Book Review: Everything, Everything

Title:               Everything, Everything

Author:           Nicola Yoon

Publisher:      Alloy Entertainment

Published:     2015

Genre(s):        Young Adult

Pages:              369

Read Time:    8 Days (Recreational Reading Pace)

 

.::Publisher Summary::.

            My disease is as rare as it is famous. Basically, I’m allergic to the world. I don’t leave my house, have not left my house in seventeen years. The only people I ever see are my mom and my nurse, Carla.

But then one day, a moving truck arrives next door. I look out my window, and I see him. He’s tall, lean and wearing all black—black T-shirt, black jeans, black sneakers, and a black knit cap that covers his hair completely. He catches me looking and stares at me. I stare right back. His name is Olly.

Maybe we can’t predict the future, but we can predict some things. For example, I am certainly going to fall in love with Olly. It’s almost certainly going to be a disaster.

 

.::Personal Summary::.

            Madeline (Maddy) Whittier has SCID, which is a medical disorder that literally makes her allergic to everything. In order to live her life, she reads books over and over again to experience it from different perspectives as she grows up. Even though her interpretations change, her situation does not. She is still living inside of her white walls while her doctor mother and full-time nurse, Carla, care for her each and every day.

Maddy’s entire life is begins changing when a family moves in next-door and their son, Olly, captures Madeline’s attention. She studies the entire family’s schedule and forms a friendship with Olly through the Internet. As the attraction becomes more apparent, Carla takes a chance on Olly and lets him into Maddy’s life.

Once she meets Olly in person, Maddy refuses to accept the life she has been living. Everything is changing and she learns so much about herself, love, the world – and what her diagnosis really means.

 

AVERAGE RATING

*3 out of 5*

 

3-stars

 

The review of this book is based on 4 pre-determined categories (Technical, Creative, Recommendation, and Personal). These areas, unless otherwise specified, are reviewed as objectively as possible for the benefit of readers. This is the average rating between those categories. Below the line are the detailed explanations for the ratings of each category:

 

  • Technical (4/5)
  • Creative (2/5)
  • Recommendation (3/5)
  • Personal, Biased (3/5)

 

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Book Review: The Song of Achilles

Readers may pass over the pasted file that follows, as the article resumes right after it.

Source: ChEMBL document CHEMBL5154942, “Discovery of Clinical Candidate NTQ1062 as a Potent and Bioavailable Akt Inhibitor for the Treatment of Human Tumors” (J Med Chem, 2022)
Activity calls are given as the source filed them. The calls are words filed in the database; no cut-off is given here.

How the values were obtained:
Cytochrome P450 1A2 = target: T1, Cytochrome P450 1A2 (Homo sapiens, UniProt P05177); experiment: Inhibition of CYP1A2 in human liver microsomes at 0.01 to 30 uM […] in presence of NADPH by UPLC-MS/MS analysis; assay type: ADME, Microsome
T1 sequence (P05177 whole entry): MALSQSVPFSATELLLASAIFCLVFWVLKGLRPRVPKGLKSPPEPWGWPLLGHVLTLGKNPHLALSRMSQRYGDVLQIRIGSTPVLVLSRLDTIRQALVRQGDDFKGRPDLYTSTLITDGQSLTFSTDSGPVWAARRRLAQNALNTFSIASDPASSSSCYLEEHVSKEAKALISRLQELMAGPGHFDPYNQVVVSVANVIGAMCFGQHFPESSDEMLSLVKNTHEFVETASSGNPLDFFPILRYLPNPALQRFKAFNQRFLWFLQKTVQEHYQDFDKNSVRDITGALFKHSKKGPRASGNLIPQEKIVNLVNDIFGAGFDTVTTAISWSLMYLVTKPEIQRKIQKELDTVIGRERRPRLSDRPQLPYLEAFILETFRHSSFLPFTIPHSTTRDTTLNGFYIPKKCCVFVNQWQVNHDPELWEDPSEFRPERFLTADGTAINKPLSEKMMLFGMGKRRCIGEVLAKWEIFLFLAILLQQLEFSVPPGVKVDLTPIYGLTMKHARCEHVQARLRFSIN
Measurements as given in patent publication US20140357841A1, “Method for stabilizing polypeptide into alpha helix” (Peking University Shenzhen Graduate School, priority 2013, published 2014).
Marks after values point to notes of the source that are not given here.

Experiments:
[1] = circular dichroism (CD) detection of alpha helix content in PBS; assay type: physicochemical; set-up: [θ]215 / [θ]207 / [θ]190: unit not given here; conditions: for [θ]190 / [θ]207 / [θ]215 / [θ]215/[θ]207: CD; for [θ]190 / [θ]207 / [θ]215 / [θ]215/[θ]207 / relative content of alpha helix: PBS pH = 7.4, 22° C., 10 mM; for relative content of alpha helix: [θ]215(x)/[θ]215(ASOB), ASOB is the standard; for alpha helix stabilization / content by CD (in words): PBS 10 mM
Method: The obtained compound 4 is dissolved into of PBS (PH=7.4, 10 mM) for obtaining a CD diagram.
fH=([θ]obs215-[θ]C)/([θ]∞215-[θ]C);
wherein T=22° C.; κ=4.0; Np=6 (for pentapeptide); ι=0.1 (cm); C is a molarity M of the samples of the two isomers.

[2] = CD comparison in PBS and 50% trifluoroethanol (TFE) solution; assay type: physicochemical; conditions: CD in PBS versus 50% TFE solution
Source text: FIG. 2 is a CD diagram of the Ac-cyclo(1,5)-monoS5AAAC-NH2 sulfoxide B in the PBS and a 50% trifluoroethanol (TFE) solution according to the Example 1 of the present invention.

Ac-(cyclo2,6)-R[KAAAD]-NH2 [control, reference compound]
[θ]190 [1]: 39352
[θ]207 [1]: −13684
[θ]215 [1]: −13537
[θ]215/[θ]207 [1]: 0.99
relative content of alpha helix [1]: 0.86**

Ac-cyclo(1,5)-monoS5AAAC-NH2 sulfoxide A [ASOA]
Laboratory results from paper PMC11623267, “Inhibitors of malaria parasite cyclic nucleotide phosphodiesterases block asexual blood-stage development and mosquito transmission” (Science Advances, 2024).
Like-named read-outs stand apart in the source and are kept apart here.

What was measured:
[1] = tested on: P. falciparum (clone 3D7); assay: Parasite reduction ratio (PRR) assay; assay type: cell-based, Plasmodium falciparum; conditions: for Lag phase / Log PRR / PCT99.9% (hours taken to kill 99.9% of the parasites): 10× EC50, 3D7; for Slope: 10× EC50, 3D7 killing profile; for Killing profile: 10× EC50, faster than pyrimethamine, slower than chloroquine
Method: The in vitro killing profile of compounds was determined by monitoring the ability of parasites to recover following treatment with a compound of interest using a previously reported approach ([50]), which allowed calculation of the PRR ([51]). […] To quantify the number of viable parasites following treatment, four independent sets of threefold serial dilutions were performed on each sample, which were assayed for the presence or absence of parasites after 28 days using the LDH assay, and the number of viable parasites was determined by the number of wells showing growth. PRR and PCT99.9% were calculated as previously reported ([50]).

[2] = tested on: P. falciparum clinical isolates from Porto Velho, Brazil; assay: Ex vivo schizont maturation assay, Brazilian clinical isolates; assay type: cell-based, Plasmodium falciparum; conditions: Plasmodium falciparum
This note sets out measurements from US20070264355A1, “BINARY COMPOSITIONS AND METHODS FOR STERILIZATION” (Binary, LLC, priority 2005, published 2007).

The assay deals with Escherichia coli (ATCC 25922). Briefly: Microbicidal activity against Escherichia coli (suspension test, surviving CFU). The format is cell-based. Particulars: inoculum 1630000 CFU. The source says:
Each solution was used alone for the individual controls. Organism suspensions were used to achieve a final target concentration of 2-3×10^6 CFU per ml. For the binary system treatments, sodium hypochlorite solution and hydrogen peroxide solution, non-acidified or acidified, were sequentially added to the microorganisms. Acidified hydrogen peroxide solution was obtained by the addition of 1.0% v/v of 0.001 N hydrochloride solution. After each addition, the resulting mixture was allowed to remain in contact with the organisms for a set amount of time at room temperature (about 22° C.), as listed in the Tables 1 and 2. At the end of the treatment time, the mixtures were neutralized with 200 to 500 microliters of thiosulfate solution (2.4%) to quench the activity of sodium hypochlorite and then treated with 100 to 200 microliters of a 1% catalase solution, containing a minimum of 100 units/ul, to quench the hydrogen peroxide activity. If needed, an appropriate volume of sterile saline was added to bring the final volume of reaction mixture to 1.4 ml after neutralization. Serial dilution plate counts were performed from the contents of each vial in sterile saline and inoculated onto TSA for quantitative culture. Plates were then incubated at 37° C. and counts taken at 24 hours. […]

Title:               Song of Achilles

Author:           Madeline Miller

Publisher:      P.S. (T.M.) of HarperCollins Publishers

Published:     2012

Genre(s):        Historical Fiction, Young Adult, LGBT+ Fiction (YA)

Pages:                        369

Read Time:    13 Days (Casual Reading Pace)

 

.::Publisher Summary::.

            Achilles, “the best of all the Greeks,” son of the cruel sea goddess Thetis and the legendary kind Peleus, is strong, swift, and beautiful-irresistible to all who meet him. Patroclus is an awkward young prince, exiled from his homeland after an act of shocking violence. Brought together by chance, they forge an inseparable bond, despite risking the gods’ wrath.

They are trained by the centaur, Chiron, in the arts of war and medicine, but when word comes that Helen of Sparta has been kidnapped, all the heroes of Greece are called upon to lay siege to Troy in her name. Seduced by the promise of a glorious destiny, Achilles joins their cause, and tor between love and fear for his friend, Patroclus follows. Little do they know that the cruel Fates will test them both as never before and demand a terrible sacrifice.

 

.::Personal Summary::.

            Achilles, a leisurely prince, becomes the fascination of exiled ex-prince, Patroclus. The pair becomes inseparable as they grow from young boys to proper men. The trials that will forge Achilles into “the best of all the Greeks” inevitably make Patroclus an intricate part of the events leading up to the fall of Troy. This romantically mythological retelling will see Achilles and Patroclus make difficult choices that remind us that where there are Greeks there is tragedy.

 

AVERAGE RATING

*4 out of 5*

 

4-stars

The review of this book is based on 4 pre-determined categories (Technical, Creative, Recommendation, and Personal). These areas, unless otherwise specified, are reviewed as objectively as possible for the benefit of readers. This is the average rating between those categories. Below the line are the detailed explanations for the ratings of each category:

  • Technical (4/5)
  • Creative (5/5)
  • Recommendation (4/5)
  • Personal, Biased (3/5)

 

Continue reading “Book Review: The Song of Achilles”